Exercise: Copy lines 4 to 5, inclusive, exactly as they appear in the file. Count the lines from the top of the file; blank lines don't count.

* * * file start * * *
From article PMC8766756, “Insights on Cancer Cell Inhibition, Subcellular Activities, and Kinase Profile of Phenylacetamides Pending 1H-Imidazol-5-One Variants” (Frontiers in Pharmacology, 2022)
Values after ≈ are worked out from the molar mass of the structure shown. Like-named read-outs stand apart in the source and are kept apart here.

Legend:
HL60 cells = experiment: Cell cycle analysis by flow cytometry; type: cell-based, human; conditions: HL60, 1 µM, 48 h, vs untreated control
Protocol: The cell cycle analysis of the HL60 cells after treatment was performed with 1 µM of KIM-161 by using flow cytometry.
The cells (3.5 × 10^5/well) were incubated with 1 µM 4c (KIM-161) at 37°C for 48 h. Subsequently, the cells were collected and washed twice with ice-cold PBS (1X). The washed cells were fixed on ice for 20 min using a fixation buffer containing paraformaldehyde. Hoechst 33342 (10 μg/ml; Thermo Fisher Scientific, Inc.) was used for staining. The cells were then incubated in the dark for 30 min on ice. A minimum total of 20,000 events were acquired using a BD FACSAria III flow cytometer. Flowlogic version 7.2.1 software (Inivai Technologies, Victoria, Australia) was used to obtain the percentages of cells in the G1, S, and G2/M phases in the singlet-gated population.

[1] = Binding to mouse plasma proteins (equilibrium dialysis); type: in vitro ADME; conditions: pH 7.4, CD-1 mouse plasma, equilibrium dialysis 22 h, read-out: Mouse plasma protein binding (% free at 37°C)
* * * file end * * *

HL60 cells = experiment: Cell cycle analysis by flow cytometry; type: cell-based, human; conditions: HL60, 1 µM, 48 h, vs untreated control
Protocol: The cell cycle analysis of the HL60 cells after treatment was performed with 1 µM of KIM-161 by using flow cytometry.